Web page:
12 Low-Maintenance Garden Border Ideas

A front yard garden with a wood-framed hog wire fence and a matching arched gate

Finding Lovely

The garden border can be a variety of things. In Europe a garden border is another word for a flower bed sometimes known as an herbaceous border. In the United States, a garden border is an edge of the flower bed or garden, the one closest to a path, walkway or driveway. A garden border can also sometimes refer to a narrow strip of ground planted as a flower bed or other planting area.

Depending on your climate and growing zones, the size and shape of your yard, and your individual garden style, there are many possibilities for creating a functional yet striking border—no matter how you define it.

Here are our favorite ideas for attractive low-maintenance garden borders, featuring a variety of plants and flowers with considerations for factors like color, texture, bloom time and placement. Whether they feature perennials and/or annuals, they all are low maintenance.

  • 01 of 12

    Color Block Design

    low-maintenace garden border ideas with purple flowers

    @thepsychgarden / Instagram

    Large blocks of color can be a very striking and easily-implemented strategy for the garden border. This simple mix of ajuga and anemones offers a rich burst of violet-blue in this flower bed, right at the border for maximum impact. Also try forget-me-nots which bloom profusely in pale blue in spring (deadhead them to keep them from reseeding too much, but new plants are easy to pull up).

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  • 02 of 12

    Spring Bulb Spectacle

    Tulips and daffodils in multiple garden borders in a large garden

    @thepsychgarden / Instagram

    Designing with spring bulbs offers lots of flexibility for three seasons of blooms and beauty. They're great for the front of the border for a showy garden in early spring, like this one with multiple beds showcasing tulips and daffodils at the edge of their borders. Once your bulbs begin to die back (in April and May) there's room for additional perennials to pop up and fill in. Good choices to plant near bulbs include plants with small root areas and foliage that sits up off the ground, like hostas, day lilies, asters, and ferns.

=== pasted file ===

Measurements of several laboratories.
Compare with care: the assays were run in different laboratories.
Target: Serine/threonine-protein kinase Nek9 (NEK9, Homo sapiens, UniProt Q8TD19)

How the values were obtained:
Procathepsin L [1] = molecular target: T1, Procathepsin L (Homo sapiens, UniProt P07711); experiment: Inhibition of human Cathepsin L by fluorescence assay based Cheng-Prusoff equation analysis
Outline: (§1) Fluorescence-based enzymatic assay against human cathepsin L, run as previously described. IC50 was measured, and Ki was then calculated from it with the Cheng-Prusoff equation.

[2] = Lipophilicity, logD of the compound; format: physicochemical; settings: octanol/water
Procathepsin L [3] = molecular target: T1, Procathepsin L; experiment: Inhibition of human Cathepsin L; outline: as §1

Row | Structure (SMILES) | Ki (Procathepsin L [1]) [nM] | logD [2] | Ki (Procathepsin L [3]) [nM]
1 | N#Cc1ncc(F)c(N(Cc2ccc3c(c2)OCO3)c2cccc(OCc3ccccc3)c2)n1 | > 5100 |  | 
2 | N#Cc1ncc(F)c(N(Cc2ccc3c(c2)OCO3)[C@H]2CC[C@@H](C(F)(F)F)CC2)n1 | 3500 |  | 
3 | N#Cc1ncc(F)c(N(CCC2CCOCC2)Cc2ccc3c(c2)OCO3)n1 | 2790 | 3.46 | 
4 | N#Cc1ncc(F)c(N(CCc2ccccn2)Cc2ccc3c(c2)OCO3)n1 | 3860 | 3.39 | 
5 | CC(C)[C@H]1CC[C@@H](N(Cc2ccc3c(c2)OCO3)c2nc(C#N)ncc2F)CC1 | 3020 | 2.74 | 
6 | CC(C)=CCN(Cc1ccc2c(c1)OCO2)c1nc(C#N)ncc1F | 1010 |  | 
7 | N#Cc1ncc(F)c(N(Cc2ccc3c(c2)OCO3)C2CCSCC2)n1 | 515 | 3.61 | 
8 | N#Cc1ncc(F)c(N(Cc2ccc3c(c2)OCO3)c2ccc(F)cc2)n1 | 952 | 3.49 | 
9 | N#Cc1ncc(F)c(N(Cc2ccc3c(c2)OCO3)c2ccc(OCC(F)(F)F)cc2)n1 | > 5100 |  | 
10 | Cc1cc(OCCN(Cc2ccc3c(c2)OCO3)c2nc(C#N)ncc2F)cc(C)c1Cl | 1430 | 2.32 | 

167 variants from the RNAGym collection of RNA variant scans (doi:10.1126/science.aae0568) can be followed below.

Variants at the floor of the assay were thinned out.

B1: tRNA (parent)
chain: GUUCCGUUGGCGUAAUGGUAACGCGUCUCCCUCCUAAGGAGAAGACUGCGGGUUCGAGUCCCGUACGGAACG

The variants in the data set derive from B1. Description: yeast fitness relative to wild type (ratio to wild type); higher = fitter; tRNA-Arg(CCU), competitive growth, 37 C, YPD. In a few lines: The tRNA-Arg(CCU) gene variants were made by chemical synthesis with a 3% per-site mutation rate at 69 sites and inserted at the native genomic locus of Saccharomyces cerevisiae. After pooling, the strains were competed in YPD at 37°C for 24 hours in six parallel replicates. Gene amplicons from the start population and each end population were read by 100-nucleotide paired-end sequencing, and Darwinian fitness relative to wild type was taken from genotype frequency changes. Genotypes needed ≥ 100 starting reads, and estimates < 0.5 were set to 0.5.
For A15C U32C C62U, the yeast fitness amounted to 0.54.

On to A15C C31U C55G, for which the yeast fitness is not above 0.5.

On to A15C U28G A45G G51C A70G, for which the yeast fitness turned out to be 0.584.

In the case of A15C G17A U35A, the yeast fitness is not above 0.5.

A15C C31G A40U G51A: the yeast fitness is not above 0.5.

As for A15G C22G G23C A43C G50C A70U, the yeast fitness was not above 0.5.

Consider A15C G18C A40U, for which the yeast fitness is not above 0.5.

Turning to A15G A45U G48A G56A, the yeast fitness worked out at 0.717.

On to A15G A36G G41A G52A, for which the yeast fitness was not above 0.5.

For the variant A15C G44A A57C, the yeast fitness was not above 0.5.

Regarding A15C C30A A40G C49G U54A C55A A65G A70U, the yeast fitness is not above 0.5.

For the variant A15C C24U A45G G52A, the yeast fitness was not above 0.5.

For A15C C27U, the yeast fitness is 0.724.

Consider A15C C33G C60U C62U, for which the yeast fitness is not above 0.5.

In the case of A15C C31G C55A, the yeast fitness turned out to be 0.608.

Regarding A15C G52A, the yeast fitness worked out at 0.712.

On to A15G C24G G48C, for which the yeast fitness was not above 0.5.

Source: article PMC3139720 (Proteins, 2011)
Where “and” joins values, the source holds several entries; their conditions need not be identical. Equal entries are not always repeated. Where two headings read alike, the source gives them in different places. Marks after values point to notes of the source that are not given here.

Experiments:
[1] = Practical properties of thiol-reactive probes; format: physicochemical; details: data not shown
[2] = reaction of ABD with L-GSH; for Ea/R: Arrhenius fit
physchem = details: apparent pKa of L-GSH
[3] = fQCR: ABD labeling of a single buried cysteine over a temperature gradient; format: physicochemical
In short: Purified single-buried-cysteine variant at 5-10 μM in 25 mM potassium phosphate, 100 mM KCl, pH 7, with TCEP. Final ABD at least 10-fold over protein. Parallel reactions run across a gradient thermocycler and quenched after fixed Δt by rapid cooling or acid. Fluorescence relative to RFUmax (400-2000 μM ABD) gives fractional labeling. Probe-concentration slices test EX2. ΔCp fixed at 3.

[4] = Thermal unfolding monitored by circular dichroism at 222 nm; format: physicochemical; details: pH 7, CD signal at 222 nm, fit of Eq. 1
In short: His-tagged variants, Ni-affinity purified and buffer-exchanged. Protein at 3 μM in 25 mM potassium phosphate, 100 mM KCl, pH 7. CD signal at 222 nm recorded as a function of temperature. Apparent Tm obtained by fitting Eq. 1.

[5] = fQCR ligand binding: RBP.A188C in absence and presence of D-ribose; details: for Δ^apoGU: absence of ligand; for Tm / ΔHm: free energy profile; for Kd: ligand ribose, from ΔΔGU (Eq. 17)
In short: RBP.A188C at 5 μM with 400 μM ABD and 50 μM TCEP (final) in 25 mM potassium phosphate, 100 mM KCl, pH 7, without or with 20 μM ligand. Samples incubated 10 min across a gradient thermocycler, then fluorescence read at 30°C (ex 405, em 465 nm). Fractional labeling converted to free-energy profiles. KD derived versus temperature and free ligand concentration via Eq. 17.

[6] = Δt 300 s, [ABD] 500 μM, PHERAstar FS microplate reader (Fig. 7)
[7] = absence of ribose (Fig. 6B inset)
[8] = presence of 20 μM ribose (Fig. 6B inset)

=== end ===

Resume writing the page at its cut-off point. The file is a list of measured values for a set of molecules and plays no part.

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  • 03 of 12

    Colorful Foliage

    Silver tansy and euphorbia with chartreuse flowers in a border garden

    @beartrapgarden / Instagram

    Plants with colorful foliage are a great way to have low maintenance color at the front of the border. Artemisias provide silvery tones, heucheras provide a wonderful range of colors, euphorbias come in a range of colors and textures, and lower-growing sedums also have a range of foliage colors in blues, greens, greys, and purples. Here we see silver tansy (Tanacetum haradjanii) and Euphorbia myrsinites melding their striking colors of blue-grey and chartreuse together. Annuals with colorful foliage include coleus and caladiums.

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  • 04 of 12

    Colorful Shade Border

    Shade garden with burgundy heuchera and variegated euonymus

    @thepsychgarden / Instagram

    The shade garden need not be barren of color. The border of this circular shade garden catches the eye with vivid clumps of burgundy heuchera, variegated euonymus, and airy light green ferns.

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  • 05 of 12

    Mediterranean Style

    Clumps of lavender in pale purple and white long border paths in a large garden

    @edenrowegardens / Instagram

    In the temperate climate of southern Europe, herbs have the perfect growing environment. if you have sandy, loamy soil, plentiful sun, and a growing zone on the warmer side, consider some fragrant culinary herbs for your border. Oregano, thyme, rosemary, savory, tarragon, lavender and many other useful herbs grow as perennials in the right conditions. These lavender gardens in Spain create a perfumed paradise for visitors, with the huge plants overflowing into the walkways.